Author + information
- Received April 12, 2018
- Revision received July 9, 2018
- Accepted July 10, 2018
- Published online October 15, 2018.
- Henk Everaars, MDa,∗,
- Guus A. de Waard, MDa,∗,
- Roel S. Driessen, MDa,
- Ibrahim Danad, MDa,
- Peter M. van de Ven, PhDb,
- Pieter G. Raijmakers, MD, PhDc,
- Adriaan A. Lammertsma, PhDc,
- Albert C. van Rossum, MD, PhDa,
- Paul Knaapen, MD, PhDa and
- Niels van Royen, MD, PhDa,d,∗ ()
- aDepartment of Cardiology, VU University Medical Center, Amsterdam, the Netherlands
- bDepartment of Epidemiology and Biostatistics, VU University Medical Center, Amsterdam, the Netherlands
- cDepartment of Radiology & Nuclear Medicine, VU University Medical Center, Amsterdam, the Netherlands
- dDepartment of Cardiology, Radboud University Medical Center, Nijmegen, the Netherlands
- ↵∗Address for correspondence:
Prof. Niels van Royen, Radboud University Medical Center, Department of Cardiology, Geert Grooteplein Zuid 10, 6525GA, Nijmegen, the Netherlands.
Objectives This study sought to compare Doppler flow velocity reserve (CFRDoppl) and thermodilution-derived coronary flow reserve (CFRthermo) head-to-head with the gold standard for quantification of myocardial perfusion, [15O]H2O positron emission tomography (PET).
Background Coronary flow reserve (CFR) is an important parameter for assessing coronary vascular function. To date, 2 techniques are available for invasive assessment of CFR: Doppler flow velocity and thermodilution. Although these techniques have been compared with each other, neither has been compared with [15O]H2O PET perfusion imaging.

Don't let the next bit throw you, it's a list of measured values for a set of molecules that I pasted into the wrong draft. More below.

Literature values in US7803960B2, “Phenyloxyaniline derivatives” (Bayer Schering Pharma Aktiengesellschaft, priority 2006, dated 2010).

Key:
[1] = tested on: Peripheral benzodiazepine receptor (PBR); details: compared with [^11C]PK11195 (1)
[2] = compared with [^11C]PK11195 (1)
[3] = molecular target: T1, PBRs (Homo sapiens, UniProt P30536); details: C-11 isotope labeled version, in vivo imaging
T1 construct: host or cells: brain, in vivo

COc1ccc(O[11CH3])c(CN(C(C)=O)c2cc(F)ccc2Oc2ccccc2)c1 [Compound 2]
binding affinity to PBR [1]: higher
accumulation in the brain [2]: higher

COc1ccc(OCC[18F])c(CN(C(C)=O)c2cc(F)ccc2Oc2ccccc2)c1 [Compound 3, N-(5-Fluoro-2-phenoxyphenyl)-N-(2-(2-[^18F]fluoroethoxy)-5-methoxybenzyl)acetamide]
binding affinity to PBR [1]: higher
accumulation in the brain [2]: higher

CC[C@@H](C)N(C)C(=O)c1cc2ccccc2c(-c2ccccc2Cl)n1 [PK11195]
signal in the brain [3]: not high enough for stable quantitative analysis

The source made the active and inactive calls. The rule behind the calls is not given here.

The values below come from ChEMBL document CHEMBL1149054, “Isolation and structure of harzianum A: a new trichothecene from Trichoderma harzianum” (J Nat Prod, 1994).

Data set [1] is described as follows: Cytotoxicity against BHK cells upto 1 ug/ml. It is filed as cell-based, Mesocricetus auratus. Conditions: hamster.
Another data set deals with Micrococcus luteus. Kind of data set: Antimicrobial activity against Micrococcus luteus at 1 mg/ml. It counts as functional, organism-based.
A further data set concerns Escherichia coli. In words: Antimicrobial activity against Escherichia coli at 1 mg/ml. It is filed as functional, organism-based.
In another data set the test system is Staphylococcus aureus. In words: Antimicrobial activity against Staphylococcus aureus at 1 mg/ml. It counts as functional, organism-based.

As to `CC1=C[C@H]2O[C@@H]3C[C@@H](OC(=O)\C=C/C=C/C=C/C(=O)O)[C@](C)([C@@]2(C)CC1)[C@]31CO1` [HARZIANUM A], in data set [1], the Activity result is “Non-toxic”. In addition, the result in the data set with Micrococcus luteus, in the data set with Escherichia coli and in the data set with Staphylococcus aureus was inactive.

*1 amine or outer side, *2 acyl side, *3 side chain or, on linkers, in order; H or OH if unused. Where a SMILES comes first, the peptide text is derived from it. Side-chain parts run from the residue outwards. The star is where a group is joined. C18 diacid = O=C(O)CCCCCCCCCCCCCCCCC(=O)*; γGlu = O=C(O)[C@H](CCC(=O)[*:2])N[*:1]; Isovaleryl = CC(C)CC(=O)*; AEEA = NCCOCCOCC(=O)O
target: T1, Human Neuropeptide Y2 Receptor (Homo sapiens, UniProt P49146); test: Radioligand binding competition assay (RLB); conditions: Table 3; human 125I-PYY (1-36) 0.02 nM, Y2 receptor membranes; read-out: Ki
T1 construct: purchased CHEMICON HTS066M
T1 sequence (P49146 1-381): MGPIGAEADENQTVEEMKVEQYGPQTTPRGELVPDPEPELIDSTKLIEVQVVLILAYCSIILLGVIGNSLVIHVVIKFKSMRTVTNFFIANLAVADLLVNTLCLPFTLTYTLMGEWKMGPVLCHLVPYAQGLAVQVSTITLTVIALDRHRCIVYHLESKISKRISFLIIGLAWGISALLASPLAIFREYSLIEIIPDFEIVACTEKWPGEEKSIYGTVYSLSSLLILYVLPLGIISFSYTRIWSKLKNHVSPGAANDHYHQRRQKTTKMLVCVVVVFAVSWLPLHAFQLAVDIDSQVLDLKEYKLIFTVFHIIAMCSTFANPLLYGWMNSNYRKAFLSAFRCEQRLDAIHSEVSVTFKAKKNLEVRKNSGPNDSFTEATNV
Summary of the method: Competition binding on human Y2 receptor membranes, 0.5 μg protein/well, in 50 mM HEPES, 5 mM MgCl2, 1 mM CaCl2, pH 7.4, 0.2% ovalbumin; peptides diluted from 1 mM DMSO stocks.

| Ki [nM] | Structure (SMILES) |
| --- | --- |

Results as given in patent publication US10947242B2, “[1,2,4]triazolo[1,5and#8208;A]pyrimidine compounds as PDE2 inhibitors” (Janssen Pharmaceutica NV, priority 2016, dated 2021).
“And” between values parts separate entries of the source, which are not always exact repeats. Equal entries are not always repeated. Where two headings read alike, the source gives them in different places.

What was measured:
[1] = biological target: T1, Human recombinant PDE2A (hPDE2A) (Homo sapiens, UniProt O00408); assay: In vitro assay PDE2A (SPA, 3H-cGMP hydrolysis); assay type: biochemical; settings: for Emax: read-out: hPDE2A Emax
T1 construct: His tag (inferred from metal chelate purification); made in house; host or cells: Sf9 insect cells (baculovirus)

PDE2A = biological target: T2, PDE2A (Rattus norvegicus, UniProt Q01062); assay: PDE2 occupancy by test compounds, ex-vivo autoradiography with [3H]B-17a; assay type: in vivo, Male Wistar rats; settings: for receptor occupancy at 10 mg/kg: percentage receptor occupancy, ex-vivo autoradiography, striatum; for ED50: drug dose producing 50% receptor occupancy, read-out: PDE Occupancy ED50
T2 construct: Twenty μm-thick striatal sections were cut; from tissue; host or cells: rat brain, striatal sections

Methods CFR was assessed in 98 vessels of 40 consecutive stable patients with suspected coronary artery disease. Patients underwent [15O]H2O PET, followed by invasive angiography in conjunction with simultaneous measurements of fractional flow reserve, CFRDoppl, and CFRthermo. Both normal and obstructed arteries were included.
Results The quality of Doppler flow velocity traces was significantly lower than that of thermodilution curves (p < 0.001). A moderate correlation was observed between CFRDoppl and CFRthermo (r = 0.59; p < 0.001). CFRDoppl correlated well with PET-derived CFR (CFRPET) (r = 0.82; p < 0.001). In contrast, the correlation between CFRthermo and CFRPET was only modest (r = 0.55; p < 0.001). This difference in correlation with CFRPET was significant (t = 4.9; df = 95; p < 0.001). Bland-Altman analysis revealed a tendency of CFRthermo to overestimate flow reserve at higher values.
Conclusions Coronary flow reserve, determined using Doppler flow velocity, has superior agreement with [15O]H2O PET in comparison with CFRthermo.
- coronary flow reserve
- Doppler flow velocity
- mean transit time
- positron emission tomography
↵∗ Drs. Everaars and de Waard contributed equally to this work.
Dr. Lammertsma has received research grants from AVID Medical, Philips Healthcare, F. Hoffmann–La Roche, and the European Commission. Dr. van Royen has received research grants from Philips Healthcare, Abbott, Biotronik, and AstraZeneca. All other authors have reported that they have no relationships relevant to the contents of this paper to disclose.
- Received April 12, 2018.
- Revision received July 9, 2018.
- Accepted July 10, 2018.
- 2018 American College of Cardiology Foundation